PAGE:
Another sensational day on the rock pile. Due to a later start than planned, I paid the price as the lots were full by my arrival at PNVC around eight o’clock. Route 16 became a parking lot as cars angled into spots up and down the road. While gearing up at my car, I received a few odd comments from less knowledgable and experienced skiers regarding wearing shorts and putting on my boots. “You gonna hike up in those?”. Nah, I’m gonna skin up!
Snow conditions allowed for skinning from the Sherburne/Avalanche Brook Trail connection to a quarter mile up the Gulf of Slides Trail. Then I hiked for about 20 minutes and skinned the rest of the way with two or three portages. Much better coverage on the Gulf of Slides Ski Trail than I had expected. Though I will admit on the ski down, I really pushed the definition of skiable coverage to the breaking point. Avalanche damage where the first major gully crosses the Gulf of Slides Ski Trail is stunning. During the ascent, a heel blister issue began was of concern. The uncomfortability, and later pain, would get worse throughout the day but I didn’t let it stop me.
After gearing up above the First Aid Cache, I started with the Main Gully which had seen the most traffic so I figured I would hit it first. The gully was somewhat bumpy and choppy but a really great ski. Not quite mashed potatoes but beyond perfect corn. The Intuitiv Bigs have seen very little action lately but skied wonderfully today in the gullies. These skis are sensational for this type of skiing. After climbing back up the excellent boot pack lookers’ left in the Main Gully, I had a snack above the snow pack (which is creeping down quickly) and relaxed to a great view up and down Pinkham Notch. After my break, I hiked over to the next gully skiers’ left and dropped in to more sensational turns. My heel was really giving me problems at this point and skiing was somewhat uncomfortable. But the heck with pain, I had time to be sore when I got done skiing.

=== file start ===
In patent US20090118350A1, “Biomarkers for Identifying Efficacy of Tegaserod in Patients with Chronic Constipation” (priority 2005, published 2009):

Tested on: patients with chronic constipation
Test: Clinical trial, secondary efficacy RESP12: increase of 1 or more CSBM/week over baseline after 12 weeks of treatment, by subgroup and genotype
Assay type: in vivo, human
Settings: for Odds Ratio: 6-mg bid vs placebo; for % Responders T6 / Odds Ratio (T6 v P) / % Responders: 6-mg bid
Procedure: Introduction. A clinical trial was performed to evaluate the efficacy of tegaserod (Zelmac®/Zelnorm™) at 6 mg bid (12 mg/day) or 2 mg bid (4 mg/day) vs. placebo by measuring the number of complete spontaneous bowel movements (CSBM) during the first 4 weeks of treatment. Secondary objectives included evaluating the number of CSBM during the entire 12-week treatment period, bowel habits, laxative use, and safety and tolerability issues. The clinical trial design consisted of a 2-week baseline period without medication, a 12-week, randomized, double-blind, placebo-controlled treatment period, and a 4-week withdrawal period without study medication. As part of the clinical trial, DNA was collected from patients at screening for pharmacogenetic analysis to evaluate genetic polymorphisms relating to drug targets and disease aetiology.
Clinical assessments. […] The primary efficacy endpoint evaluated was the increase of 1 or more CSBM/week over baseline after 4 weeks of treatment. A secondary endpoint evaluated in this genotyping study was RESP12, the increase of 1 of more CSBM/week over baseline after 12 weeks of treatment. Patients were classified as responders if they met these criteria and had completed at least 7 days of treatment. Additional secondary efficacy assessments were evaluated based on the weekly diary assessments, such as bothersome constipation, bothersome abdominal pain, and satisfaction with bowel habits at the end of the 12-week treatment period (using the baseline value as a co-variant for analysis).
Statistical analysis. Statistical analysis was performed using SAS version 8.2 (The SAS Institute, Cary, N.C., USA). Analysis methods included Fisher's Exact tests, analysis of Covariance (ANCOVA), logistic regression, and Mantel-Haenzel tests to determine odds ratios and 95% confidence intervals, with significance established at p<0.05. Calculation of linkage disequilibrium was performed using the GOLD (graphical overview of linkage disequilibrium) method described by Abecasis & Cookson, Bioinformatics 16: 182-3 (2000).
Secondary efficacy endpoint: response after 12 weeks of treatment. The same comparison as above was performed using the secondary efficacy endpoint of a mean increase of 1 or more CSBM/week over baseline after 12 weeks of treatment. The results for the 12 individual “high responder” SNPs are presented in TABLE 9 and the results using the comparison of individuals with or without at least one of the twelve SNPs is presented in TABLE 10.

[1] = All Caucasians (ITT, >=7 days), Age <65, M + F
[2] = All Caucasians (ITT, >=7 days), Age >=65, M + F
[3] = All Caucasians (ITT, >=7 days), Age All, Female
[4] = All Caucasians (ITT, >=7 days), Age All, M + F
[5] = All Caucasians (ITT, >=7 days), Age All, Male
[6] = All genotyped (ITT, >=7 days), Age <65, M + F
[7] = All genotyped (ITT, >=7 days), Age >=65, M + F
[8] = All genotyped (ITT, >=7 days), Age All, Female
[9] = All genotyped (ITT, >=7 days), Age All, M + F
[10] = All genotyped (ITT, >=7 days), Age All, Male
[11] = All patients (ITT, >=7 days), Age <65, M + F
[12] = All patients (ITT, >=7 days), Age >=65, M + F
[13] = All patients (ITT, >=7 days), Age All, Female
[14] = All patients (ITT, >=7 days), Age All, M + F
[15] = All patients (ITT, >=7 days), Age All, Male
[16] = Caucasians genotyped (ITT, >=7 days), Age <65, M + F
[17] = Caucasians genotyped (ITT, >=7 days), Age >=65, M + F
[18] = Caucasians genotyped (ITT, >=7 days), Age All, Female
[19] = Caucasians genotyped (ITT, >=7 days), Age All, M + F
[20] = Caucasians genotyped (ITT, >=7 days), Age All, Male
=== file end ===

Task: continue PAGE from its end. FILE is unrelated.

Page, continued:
After finishing up the second gully, I skied down to the Avi Debris zone on the Gulf of Slides Ski Trail and ascended the next gully. Again I found no choke points or ice bulges in the third gully. Just a fine canvass to open up some really wide nearly edge to edge turns and charge it hard. Not usually my skiing style but I was enjoying milking the big turns today. All the gullies skied sensationally well. There were about a dozen or so skiers in each of the gullies skiing or climbing at any given time with a few hanging out down below. There were probably as many people or more just sitting on lunch rocks in Tuckerman Ravine at any given time.
The ski down was adventurous. I would say I “skied” just over halfway down. Of that distance of ski trail, one third was quality skiing, one third was survival skiing, and the last third probably suggests my need of a sanity check. But I will do just about anything to keep my skis attached to my boots rather than my pack. Sanity check skiing was performed down to the location where I started skinning. From there I hiked down to where I began hiking on the ascent and skied back to the Sherburne.
With the Sherburne Trail closed at the halfway point, I probably skied more vertical feet on the Gulf of Slides Ski Trail with a very short 15 minute down hike than most people could have done on the Sherburne Ski Trail. That is almost as good as an uncrowded Gulf of Slides compared to a crowded Tuckerman. Ski trail coverage is going very quickly and I suspect even those needing a sanity check on what constitutes skiable coverage will not be skiing nearly half of what I managed within the next few days even with cooler weather coming in.